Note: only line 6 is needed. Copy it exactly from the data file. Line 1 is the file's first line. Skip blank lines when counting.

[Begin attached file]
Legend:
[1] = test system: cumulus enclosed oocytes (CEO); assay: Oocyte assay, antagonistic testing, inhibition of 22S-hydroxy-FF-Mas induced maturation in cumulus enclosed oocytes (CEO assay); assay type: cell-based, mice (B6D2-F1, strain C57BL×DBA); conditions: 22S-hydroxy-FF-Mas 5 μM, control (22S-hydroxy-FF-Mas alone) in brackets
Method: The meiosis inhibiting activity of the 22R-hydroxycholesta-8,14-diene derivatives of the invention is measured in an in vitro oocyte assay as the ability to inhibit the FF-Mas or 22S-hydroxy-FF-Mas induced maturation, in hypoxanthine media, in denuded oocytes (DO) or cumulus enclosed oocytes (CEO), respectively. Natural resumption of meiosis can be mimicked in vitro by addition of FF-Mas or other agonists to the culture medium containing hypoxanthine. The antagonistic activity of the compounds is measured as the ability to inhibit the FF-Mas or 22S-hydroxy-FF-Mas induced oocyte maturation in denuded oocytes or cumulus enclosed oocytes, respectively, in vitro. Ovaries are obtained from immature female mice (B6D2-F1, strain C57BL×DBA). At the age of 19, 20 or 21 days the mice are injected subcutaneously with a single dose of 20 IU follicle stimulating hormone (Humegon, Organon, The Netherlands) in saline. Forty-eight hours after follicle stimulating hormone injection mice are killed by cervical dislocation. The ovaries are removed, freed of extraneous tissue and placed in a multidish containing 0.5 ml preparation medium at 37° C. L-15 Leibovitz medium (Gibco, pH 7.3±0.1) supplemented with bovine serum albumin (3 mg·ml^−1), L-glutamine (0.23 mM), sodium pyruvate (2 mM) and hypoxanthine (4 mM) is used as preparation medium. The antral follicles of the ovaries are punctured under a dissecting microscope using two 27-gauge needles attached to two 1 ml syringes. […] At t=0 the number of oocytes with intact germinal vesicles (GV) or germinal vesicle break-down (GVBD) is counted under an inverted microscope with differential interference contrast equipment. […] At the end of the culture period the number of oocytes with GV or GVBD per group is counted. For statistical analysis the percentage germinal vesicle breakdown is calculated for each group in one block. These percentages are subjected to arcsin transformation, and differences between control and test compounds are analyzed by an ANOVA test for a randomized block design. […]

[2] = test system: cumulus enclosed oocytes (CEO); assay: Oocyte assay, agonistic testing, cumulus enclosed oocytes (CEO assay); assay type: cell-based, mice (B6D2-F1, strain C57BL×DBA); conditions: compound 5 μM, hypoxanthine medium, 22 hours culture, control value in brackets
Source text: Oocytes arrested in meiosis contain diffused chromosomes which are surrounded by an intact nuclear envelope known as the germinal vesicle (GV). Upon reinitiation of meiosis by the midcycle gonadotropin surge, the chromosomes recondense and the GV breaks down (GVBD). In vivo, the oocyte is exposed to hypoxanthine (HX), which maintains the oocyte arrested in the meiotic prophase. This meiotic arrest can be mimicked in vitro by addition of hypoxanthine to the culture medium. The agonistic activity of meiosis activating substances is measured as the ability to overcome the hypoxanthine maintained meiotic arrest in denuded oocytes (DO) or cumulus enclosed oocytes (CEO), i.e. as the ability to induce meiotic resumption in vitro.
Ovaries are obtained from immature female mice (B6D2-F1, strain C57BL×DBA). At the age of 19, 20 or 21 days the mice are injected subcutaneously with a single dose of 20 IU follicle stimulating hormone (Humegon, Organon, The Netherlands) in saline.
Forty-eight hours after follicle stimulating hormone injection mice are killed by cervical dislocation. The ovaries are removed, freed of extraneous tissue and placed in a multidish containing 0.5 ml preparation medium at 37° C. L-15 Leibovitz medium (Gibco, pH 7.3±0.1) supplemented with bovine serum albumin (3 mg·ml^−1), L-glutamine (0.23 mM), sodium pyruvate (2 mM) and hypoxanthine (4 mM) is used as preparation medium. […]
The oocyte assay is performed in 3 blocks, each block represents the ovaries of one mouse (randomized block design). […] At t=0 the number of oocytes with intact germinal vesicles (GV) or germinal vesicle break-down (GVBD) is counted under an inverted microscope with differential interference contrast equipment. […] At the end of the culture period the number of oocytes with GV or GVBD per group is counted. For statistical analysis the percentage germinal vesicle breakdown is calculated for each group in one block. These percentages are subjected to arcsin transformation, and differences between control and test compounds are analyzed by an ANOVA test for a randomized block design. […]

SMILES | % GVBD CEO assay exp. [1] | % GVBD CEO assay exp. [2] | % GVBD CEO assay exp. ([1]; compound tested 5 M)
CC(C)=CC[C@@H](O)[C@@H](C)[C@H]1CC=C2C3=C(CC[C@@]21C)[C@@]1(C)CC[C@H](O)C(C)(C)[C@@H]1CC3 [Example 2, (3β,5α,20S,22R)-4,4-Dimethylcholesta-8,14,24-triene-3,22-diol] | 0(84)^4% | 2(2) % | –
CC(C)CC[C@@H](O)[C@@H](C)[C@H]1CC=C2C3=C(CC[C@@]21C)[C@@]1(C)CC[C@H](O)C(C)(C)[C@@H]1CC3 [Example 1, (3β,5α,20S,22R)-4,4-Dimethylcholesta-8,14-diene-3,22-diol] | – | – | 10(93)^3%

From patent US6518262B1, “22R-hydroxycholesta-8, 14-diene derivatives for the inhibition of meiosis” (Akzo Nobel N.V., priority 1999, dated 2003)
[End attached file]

Ovaries are obtained from immature female mice (B6D2-F1, strain C57BL×DBA). At the age of 19, 20 or 21 days the mice are injected subcutaneously with a single dose of 20 IU follicle stimulating hormone (Humegon, Organon, The Netherlands) in saline.